INSIGHT: Lucas Oil Off Road Racing's line in the dirt

INSIGHT: Lucas Oil Off Road Racing's line in the dirt

Lucas Oil Off Road

INSIGHT: Lucas Oil Off Road Racing's line in the dirt


If you put 20-plus trucks on a one-mile short course off road track, there will be contact. Oh, yesthere will be contact. If a truck finishes with all its bodywork intact, it’s unusual. That likely indicates a driver who started out front, got the jump and didn’t have to work his or her way through traffic on the way to a flag-to-flag victory. For everybody else, it means some time replacing fiberglass and maybe a little cutting and welding to boot.

But if contact is expected, how do the officials draw the line between good rubbing and bad smashing? Where does it go from racing incident to something black-flag worthy?

“It’s probably a little unorthodox for some people, but I look at every one of those teams as our customers, and those people will be treated as customers,” says Series Director Ritchie Lewis as he talks about rules enforcement. “But when they get on the racetrack, they’ll be treated as a number. We’re not going to the racetrack looking to throw someone out, but we’re going to the racetrack to be fair. We’re going to watch everyone with eagle eyes at all times and do what we can to create a fair and equitable environment for everyone to compete. It doesn’t matter to me if you’re the guy that pulls in in five haulers or the guy that pulls in on an open trailer. When it goes green, you’re going to live and die on your own merits.”

Competition Director Greg Foutz (RIGHT) is the guy with the eagle eyes, watching the action on track to see who’s driving clean and who is crossing the line. He’s also responsible for rules compliance and determining if those who present trucks outside the rules make it on track or not.

“When they bring the trucks through for the first time on a weekend, they’ll check a lot of things for safety and some things for compliance,” explains Foutz. “They may say, Hey, a number plate needs to be an inch bigger,’ or something, and they’ll write a warning that says fix this for the next race. Then there are things like helmet restraints, neck restraints, window nets, seat beltsyou can’t enter the track if you have a safety issue, period.

“The second phase of that is they cam through the tech area every time they enter or leave the track. The tech director, Gary [Lane], will decide to check something ride height, tire width, wheel base. If a vehicle comes into tech pre-race and their ride height is wrong, we won’t let them enter the track until they correct it. It’s pretty black and white these days.”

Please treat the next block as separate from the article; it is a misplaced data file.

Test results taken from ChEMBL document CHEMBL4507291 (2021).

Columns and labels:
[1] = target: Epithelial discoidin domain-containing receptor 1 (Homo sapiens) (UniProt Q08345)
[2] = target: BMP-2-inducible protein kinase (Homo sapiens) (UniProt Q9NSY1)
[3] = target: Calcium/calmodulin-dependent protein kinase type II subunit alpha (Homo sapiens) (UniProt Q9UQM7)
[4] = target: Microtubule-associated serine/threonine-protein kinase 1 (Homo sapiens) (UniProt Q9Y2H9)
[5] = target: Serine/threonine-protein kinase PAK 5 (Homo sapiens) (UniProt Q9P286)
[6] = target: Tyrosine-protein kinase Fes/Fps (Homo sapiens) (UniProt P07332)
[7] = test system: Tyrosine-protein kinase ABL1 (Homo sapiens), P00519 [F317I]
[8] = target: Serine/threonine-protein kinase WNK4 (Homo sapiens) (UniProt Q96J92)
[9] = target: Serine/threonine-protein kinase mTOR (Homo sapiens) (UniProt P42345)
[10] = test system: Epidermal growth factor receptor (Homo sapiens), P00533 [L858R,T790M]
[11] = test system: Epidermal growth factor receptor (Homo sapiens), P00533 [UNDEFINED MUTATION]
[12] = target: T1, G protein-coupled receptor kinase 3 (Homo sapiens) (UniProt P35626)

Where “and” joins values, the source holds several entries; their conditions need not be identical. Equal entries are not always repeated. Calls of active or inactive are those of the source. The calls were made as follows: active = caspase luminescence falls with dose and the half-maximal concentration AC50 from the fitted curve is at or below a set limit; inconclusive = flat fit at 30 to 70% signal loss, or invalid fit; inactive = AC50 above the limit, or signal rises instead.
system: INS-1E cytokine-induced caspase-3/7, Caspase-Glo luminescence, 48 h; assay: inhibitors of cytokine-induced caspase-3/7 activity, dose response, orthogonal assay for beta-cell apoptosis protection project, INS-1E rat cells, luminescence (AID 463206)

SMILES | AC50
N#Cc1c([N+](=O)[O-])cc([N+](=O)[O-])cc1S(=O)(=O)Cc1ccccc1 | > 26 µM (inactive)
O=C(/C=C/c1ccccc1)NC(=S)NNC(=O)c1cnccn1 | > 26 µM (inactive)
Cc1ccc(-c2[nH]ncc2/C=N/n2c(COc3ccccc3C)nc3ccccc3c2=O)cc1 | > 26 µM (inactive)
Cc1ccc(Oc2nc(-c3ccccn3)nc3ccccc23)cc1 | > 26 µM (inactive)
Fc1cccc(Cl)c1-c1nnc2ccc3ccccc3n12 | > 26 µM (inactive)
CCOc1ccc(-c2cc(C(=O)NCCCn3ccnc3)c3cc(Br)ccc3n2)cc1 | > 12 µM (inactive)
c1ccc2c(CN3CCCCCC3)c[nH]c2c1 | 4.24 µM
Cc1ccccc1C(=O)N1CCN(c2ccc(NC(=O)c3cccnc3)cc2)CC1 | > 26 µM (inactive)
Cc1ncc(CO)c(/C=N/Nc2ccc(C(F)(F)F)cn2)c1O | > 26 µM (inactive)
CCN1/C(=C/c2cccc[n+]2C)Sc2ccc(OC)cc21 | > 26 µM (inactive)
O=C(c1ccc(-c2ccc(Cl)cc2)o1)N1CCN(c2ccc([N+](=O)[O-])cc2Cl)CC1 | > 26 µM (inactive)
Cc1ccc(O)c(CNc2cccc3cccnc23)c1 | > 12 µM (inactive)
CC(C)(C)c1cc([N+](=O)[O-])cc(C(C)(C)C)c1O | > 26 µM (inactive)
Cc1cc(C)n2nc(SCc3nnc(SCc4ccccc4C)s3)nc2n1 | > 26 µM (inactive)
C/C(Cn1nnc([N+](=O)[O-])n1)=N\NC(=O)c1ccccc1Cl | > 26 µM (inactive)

When it comes to on-track infractions, though, things get a little grayer. Foutz says there’s been much debate about that. The officials Foutz in the tower and the other observers posted around the track are looking primarily at three things: circumstances, intent and what a driver may have done, or not done, to avoid an incident.

“If you have three vehicles coming into a corner and the lead vehicle over-rotates or loses traction and spins a little bit and the second and third vehicles collect him, that’s not their fault; they had nowhere to go,” Foutz says. “On the other hand, if the first vehicle comes in and he’s on the normal line and the second vehicle comes in doing 10 or 15mph faster than he needs to be, that’s intent. He went in there hot and spun the guy around and ended up with the position because of that. That’s a different scenario and will likely end up with a black flag.

“Even if they don’t collect a pass or gain a position, but if they drive in hard and T-bone the guy in the door, if there’s no way that vehicle could make that turn without the other car being there to bounce off of, they’re going to get a black flag for that.”

Even if the car in front messes up, there may be penalties if the following driver doesn’t try to avoid contact. Back off the gas, you’re good, Foutz says. Hammer it, throw roost off the tires, drill the guy and then go on your way, that’s intent.

One thing is for sure: The officials will have plenty to watch for as the Lucas Oil Off Road Racing Series heads to the tight Glen Helen Raceway Park in San Bernardino, Calif., this weekend for two nights of racing in the dark. Gates open to the public at 2 p.m. on both Saturday and Sunday, with opening ceremonies at 7 p.m. following the kart races. This weekend also marks the first time the Pro Lite Last Chance Qualifier Race will be used. Those races are scheduled at 4:20 both days.